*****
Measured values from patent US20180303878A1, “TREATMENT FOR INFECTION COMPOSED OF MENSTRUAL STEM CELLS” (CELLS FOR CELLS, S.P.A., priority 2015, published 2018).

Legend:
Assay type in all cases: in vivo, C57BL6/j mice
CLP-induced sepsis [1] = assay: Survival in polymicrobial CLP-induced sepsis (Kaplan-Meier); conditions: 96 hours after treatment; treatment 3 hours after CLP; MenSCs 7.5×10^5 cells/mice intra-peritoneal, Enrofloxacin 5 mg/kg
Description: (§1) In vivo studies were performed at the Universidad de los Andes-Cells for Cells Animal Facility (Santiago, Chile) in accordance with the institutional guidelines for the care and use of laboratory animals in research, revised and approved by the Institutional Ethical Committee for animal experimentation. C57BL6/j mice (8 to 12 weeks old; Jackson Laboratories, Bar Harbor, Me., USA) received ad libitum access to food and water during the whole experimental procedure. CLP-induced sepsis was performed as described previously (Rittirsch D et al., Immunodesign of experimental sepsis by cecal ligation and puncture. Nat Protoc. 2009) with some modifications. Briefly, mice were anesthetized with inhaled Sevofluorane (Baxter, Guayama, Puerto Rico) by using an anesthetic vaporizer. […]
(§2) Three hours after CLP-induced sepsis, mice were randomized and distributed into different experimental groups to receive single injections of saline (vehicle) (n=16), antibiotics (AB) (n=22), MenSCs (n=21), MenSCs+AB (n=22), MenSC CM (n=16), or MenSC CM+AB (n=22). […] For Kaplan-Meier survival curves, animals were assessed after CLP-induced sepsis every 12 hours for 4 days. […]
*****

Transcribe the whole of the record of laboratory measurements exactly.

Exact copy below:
Measured values from patent US20180303878A1, “TREATMENT FOR INFECTION COMPOSED OF MENSTRUAL STEM CELLS” (CELLS FOR CELLS, S.P.A., priority 2015, published 2018).

Legend:
Assay type in all cases: in vivo, C57BL6/j mice
CLP-induced sepsis [1] = assay: Survival in polymicrobial CLP-induced sepsis (Kaplan-Meier); conditions: 96 hours after treatment; treatment 3 hours after CLP; MenSCs 7.5×10^5 cells/mice intra-peritoneal, Enrofloxacin 5 mg/kg
Description: (§1) In vivo studies were performed at the Universidad de los Andes-Cells for Cells Animal Facility (Santiago, Chile) in accordance with the institutional guidelines for the care and use of laboratory animals in research, revised and approved by the Institutional Ethical Committee for animal experimentation. C57BL6/j mice (8 to 12 weeks old; Jackson Laboratories, Bar Harbor, Me., USA) received ad libitum access to food and water during the whole experimental procedure. CLP-induced sepsis was performed as described previously (Rittirsch D et al., Immunodesign of experimental sepsis by cecal ligation and puncture. Nat Protoc. 2009) with some modifications. Briefly, mice were anesthetized with inhaled Sevofluorane (Baxter, Guayama, Puerto Rico) by using an anesthetic vaporizer. […]
(§2) Three hours after CLP-induced sepsis, mice were randomized and distributed into different experimental groups to receive single injections of saline (vehicle) (n=16), antibiotics (AB) (n=22), MenSCs (n=21), MenSCs+AB (n=22), MenSC CM (n=16), or MenSC CM+AB (n=22). […] For Kaplan-Meier survival curves, animals were assessed after CLP-induced sepsis every 12 hours for 4 days. […]